Thirty Seconds over Tokyoby Ted W. Lawson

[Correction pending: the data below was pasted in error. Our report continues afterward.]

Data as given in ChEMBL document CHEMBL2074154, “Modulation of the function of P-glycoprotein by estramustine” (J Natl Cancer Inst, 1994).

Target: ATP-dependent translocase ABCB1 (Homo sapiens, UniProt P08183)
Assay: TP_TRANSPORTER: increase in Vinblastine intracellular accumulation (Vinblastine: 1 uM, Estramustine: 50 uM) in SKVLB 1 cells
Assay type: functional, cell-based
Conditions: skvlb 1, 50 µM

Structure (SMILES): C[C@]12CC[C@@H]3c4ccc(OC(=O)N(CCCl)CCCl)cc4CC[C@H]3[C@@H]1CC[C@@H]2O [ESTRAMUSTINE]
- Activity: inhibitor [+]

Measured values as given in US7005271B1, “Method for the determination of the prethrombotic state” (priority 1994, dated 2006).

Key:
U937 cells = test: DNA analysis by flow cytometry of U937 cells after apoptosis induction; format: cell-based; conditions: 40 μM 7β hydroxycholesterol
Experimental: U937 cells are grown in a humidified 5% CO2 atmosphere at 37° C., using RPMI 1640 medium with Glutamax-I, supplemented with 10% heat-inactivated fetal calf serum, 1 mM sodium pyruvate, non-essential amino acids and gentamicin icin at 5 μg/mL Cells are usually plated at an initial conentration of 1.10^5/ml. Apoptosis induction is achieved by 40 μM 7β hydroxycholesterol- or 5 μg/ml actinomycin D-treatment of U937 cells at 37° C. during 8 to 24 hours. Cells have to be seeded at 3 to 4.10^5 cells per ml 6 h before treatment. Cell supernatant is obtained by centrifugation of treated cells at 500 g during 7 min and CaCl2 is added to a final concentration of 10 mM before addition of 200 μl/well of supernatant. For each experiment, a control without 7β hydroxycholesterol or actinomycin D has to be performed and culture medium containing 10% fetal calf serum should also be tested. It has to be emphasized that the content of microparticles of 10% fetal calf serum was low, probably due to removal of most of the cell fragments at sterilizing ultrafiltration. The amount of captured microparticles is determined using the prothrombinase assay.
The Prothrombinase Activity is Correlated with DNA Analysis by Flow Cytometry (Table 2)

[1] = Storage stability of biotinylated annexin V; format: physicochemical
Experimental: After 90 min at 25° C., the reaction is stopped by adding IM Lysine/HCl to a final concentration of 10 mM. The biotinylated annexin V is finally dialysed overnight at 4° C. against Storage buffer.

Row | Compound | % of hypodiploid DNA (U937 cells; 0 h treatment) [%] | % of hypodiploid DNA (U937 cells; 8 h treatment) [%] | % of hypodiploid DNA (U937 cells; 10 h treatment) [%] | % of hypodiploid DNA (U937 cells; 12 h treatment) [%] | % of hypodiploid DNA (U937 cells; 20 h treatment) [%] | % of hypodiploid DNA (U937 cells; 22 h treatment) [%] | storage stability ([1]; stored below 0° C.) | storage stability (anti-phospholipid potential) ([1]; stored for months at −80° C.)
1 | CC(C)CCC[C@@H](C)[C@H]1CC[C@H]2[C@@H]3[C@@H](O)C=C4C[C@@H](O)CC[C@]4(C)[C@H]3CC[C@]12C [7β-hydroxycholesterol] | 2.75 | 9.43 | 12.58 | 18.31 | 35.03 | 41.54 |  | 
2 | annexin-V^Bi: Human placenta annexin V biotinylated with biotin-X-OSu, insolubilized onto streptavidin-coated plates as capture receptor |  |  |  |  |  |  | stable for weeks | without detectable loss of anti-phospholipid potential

Ted W. Lawson's classic Thirty Seconds Over Tokyo appears in an enhanced reprint edition for the sixtieth anniversary of the legendary Doolittle Raid on Japan. "One of the worst feelings about that time," Ted W. Lawson writes, "was that there was no tangible enemy. It was like being slugged with a single punch in a dark room, and having no way of knowing where to slug back." He added, "And, too, there was a helpless, filled-up, want-to-do-something feeling that [the Japanese] weren't coming -- that we'd have to go all the way over there to punch back and get even." Which is what "the Tokyo Raiders" did. Lawson gives a vivid eyewitness account of the unorthodox assignment that eighty-five intrepid volunteer airmen under the command of celebrated flier James H. Doolittle executed in April 1942. The plan called for sixteen B-25 twin-engine medium bombers of the Army Air Forces to take off from the aircraft carrier Hornet, bomb industrial targets in Japan, and land at airfields in China. While the raid came off flawlessly, completely surprising the enemy, bad weather, darkness, and a shortage of fuel caused by an early departure took a heavy toll on the raiders. For many, the escape from China proved a greater ordeal. This anniversary edition features a foreword by noted aviation writer Peter B. Mersky and an introduction by Mrs. Ellen R. Lawson, Ted Lawson's widow, as well as twice as many photographs as the original book, several published here for the first time.
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